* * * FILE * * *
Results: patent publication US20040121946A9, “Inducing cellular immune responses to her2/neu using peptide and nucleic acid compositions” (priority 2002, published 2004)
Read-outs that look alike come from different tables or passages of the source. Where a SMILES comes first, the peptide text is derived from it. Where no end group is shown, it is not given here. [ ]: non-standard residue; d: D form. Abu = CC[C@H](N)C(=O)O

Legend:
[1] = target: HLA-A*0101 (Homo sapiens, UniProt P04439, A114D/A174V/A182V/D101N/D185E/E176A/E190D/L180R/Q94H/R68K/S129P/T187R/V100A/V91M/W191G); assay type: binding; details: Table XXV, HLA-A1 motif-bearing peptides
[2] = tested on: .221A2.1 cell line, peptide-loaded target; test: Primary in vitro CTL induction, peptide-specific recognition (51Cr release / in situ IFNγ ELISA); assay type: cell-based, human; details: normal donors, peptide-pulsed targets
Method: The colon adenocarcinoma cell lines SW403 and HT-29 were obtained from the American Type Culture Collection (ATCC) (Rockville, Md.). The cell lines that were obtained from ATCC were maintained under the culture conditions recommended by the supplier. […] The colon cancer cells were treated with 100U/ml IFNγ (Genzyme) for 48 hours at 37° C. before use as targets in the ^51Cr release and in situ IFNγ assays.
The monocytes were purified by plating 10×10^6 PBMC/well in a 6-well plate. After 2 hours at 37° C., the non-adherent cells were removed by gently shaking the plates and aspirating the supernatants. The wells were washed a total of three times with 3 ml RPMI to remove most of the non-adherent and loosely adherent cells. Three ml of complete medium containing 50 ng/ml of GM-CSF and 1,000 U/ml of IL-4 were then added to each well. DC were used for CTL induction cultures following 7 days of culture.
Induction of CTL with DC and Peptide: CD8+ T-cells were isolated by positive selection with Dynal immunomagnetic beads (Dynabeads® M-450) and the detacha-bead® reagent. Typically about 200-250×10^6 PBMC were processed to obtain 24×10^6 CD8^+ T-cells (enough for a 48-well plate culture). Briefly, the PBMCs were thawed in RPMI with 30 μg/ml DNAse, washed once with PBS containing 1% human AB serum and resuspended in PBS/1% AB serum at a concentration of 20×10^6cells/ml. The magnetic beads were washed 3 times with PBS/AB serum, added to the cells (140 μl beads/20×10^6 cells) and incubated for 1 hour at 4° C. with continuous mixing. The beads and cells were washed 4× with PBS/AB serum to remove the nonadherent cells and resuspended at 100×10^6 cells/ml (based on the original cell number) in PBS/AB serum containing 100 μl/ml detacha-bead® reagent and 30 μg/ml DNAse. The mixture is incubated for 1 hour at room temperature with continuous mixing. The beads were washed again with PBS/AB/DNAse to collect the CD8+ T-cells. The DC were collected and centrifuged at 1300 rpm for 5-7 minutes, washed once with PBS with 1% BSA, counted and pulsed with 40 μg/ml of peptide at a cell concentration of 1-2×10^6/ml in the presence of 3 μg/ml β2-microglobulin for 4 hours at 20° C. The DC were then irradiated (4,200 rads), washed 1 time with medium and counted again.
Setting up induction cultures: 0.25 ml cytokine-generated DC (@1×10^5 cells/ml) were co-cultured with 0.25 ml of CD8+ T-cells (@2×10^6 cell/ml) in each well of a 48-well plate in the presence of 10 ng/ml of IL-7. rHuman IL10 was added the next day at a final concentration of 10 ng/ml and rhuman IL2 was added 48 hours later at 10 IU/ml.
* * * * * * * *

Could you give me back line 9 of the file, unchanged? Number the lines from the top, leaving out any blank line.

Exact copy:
Setting up induction cultures: 0.25 ml cytokine-generated DC (@1×10^5 cells/ml) were co-cultured with 0.25 ml of CD8+ T-cells (@2×10^6 cell/ml) in each well of a 48-well plate in the presence of 10 ng/ml of IL-7. rHuman IL10 was added the next day at a final concentration of 10 ng/ml and rhuman IL2 was added 48 hours later at 10 IU/ml.